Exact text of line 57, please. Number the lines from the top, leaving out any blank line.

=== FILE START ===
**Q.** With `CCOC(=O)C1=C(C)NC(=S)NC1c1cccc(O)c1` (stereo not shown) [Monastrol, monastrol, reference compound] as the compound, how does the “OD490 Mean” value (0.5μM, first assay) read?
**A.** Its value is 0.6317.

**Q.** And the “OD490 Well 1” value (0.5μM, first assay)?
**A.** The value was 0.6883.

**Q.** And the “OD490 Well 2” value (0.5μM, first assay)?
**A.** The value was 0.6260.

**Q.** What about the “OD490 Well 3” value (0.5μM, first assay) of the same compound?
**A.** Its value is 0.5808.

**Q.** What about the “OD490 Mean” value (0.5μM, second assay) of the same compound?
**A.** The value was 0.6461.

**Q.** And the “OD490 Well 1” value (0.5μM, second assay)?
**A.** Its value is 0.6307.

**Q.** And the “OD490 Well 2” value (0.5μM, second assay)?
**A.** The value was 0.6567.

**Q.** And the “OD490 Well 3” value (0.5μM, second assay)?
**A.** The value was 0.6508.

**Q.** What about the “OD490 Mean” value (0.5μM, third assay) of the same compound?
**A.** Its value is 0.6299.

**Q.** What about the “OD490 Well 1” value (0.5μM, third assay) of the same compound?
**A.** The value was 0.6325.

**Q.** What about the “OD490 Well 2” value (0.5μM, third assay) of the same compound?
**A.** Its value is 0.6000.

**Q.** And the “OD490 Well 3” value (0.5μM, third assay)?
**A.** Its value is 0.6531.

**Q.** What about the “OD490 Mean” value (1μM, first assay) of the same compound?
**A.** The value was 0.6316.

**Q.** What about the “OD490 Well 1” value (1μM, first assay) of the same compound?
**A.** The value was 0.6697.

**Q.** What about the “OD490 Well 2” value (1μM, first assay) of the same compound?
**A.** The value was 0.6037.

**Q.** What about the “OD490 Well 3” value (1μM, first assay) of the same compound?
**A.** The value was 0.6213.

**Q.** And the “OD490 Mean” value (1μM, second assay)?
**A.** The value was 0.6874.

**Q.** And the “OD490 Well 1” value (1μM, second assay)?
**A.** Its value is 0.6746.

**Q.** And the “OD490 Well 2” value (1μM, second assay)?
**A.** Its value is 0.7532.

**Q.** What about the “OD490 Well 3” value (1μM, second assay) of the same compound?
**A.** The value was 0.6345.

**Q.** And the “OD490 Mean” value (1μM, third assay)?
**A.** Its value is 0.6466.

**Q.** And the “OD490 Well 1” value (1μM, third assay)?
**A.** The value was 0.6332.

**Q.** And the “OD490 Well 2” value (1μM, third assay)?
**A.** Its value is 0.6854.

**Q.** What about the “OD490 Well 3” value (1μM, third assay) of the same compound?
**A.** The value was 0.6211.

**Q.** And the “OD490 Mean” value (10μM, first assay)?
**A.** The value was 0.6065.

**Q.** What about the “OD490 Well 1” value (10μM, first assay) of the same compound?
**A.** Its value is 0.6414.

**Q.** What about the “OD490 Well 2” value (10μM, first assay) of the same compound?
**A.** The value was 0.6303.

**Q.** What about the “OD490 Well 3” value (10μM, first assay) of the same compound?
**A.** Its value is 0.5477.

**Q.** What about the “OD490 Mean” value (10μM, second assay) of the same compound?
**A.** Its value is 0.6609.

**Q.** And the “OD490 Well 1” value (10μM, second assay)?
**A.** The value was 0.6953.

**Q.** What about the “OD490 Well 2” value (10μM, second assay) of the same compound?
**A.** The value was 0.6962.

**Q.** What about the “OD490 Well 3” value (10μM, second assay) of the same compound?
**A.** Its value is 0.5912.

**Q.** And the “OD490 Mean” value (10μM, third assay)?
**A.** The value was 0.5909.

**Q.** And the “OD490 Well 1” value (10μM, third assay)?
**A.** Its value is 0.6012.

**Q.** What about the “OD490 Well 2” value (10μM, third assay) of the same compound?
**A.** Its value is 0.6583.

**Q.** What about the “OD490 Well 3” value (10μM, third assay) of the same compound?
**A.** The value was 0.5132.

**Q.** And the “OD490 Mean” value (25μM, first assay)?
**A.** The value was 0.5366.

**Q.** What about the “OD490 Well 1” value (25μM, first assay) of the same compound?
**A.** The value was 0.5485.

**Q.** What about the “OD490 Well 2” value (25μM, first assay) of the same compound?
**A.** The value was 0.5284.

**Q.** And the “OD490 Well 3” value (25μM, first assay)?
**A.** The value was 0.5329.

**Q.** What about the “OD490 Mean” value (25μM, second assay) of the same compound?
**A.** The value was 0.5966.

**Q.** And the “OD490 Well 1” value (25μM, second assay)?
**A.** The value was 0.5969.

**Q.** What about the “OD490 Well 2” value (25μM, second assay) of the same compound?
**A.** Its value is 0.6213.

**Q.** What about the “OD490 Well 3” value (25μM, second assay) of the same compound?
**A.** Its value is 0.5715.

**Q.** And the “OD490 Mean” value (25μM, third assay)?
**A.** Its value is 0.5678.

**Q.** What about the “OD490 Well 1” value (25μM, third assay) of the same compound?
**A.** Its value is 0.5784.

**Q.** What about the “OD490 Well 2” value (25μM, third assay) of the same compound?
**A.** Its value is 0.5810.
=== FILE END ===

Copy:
**Q.** What about the “OD490 Mean” value (10μM, second assay) of the same compound?